Cap’n Crunch Cereal – the breakfast food of my childhood – has been something I never thought about for years. It is only now that I am, because of an accidental uncovering of a childhood item that brought everything back to me. I started realizing how much I loved eating Cap’n Crunch cereal as a kid when by chance I found a buried treasure.
While finally getting to cleaning up a portion of the garage this weekend, I unearthed an old Cap’n Crunch treasure chest from my childhood. Inside were items I had saved as a kid that tweak my heartstrings a little including: a 1969 moon landing button, a French coin, a pair of dice, and a casino chip from the Bahamas. I must have stuck them in this box 30 or more years ago, and over the years threw other things into the box on top of them. When I moved to where I live now, this – and a number of other boxes – simply came along for the ride. I wasn’t sure what was in any of them, but I figured on going through them one day and deciding what to keep.
As I sat on a chair holding the discovered item, my memories started coming back to me. I had seen on the back of the cereal box – and in an exciting a TV commercial – that I could get the coveted item by cutting box-tops from my favorite cereal. I do not recall how many box-tops I needed, but I remember bugging my Mom to buy more Cap’n Crunch. I recall writing out the address on a long envelope, putting the box-tops in it, and licking a stamp. This was too important to put into a mailbox, so I insisted Mom take me to the post office to make sure it went out as quickly as possible.
I had been waiting for the arrival of my treasure chest for a long time, and one day when I came home from school there was a box on the doorstep. I knew that had to be my Cap’n Crunch treasure chest – now available on eBay from $45 and up. I ran up to my room – unwilling to share with anyone the delight of opening the box – and ripped it open to see my prize.
The treasure chest came with a lock – of course, it did – and a shovel (which could be used as a spoon), coins, a treasure map, and a tray that came out of the chest, and there was a slot on top of the box to add coins while the box was locked. That tray would be filled with the golden nuggets of Cap’n Crunch cereal and drowned in a sea of luscious milk. That is what I ate for breakfast every day for I don’t know how long.
Lost at Sea
Unfortunately, at this time I do not know what happened to the items inside the treasure chest. As I tired of Cap’n Crunch, the “treasures” that came with the chest became lost at sea, or perhaps got snagged by some imaginary pirate who thought there was gold in there and settled for what he found.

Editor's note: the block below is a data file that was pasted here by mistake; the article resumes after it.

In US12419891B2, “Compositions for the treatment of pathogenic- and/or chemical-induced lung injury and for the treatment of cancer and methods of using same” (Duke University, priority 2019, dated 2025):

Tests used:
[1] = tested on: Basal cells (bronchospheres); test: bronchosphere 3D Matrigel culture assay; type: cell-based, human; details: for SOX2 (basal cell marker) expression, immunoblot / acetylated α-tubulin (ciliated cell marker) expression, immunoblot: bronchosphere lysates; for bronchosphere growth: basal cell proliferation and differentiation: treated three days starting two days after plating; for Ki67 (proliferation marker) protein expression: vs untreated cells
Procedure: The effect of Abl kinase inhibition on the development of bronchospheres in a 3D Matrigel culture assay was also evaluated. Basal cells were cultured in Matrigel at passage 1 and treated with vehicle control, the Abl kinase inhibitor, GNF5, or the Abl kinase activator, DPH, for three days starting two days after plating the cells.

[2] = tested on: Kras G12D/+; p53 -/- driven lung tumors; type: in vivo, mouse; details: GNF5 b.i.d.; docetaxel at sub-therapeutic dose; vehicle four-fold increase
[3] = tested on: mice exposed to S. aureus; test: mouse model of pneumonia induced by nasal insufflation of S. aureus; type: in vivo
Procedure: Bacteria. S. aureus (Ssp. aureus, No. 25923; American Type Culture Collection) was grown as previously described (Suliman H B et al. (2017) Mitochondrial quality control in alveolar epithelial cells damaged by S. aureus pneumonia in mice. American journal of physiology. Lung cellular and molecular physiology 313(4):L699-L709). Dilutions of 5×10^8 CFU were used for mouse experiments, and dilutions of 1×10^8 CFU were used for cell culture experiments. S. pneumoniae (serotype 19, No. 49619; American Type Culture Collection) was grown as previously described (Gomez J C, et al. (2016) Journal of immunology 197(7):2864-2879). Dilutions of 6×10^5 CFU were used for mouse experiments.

I do recall keeping the treasure chest on a shelf in my room for years, gradually filling it with the items that I found when I discovered it after all these years. At some point I must have needed that shelf space for books, my glowing globe of the world, Mets paraphernalia, and whatever else I put there. That is when I must have taken the treasure chest and shoved it in a box. While it wasn’t lost, I had forgotten about it, and that is why I was delighted to see it again when I found it all these years later.
No More Cereal
I kept hearing in school that breakfast was the most important meal of the day. One day I came home and told Mom that other kids were eating pancakes, scrambled eggs, and omelets for breakfast, but I was getting cereal. I boldly stated, “I want a hot breakfast!”
Mom gently touched my cheek and nodded, “You will get a hot breakfast tomorrow.”
The next morning, I was bleary-eyed, but marched down to the kitchen anticipating my great breakfast. I sat in my usual chair, and Mom had her back to me as she was standing at the stove. I sipped my milk and waited for about a minute, and she turned around and put a steaming bowl in front of me – my hot breakfast was oatmeal!
She had garnished it with cut-up strawberries and a thread of honey. I looked up at her and said, “Mom, this is cereal!”
“No, dear,” Mom smiled, “this is hot cereal.”
From then on into my high school years, I had oatmeal, Cream of Wheat, or farina for breakfast on a school day – I’d only get the eggs or pancakes on weekends. I have to say the hot cereals were much more satisfying, and I was happy knowing my Cap’n Crunch days were over for good.
Keenly aware of my childhood experience, my kids were spared the indignity of the cold breakfast cereal routine. Oatmeal has definitely been on the menu, but so have eggs (any style), pancakes, waffles, and English muffins. I don’t think they have missed out on anything, and I know for certain that these foods are healthier than sugary cold breakfast cereal.
And in the End
I don’t regret my childhood experience of eating cold cereal. I know Mom had good intentions, and it certainly was much easier putting cereal into a bowl and pouring milk over it than frying eggs or making pancakes on a school day.
But because of that, I had the exciting experience of sending away for something – it was the first time I had ever ordered anything. The treasure chest was free, but it gave me hours of imaginary play with its contents and the pirate figures I had.
Now, that I have recovered the treasure chest, it sits proudly upon my shelf once again, next to a Captain Action figure and a Lost in Space Jupiter 2 model. They are all part of my childhood – a very happy one at that – and now I wonder about going to the store and buying a box of Cap’n Crunch. Should I dump all that stuff out of the treasure chest – cleaning it of the detritus of decades in a box – and pour some milk over those golden nuggets? I probably won’t end up doing it, but the kid in me can dream, right?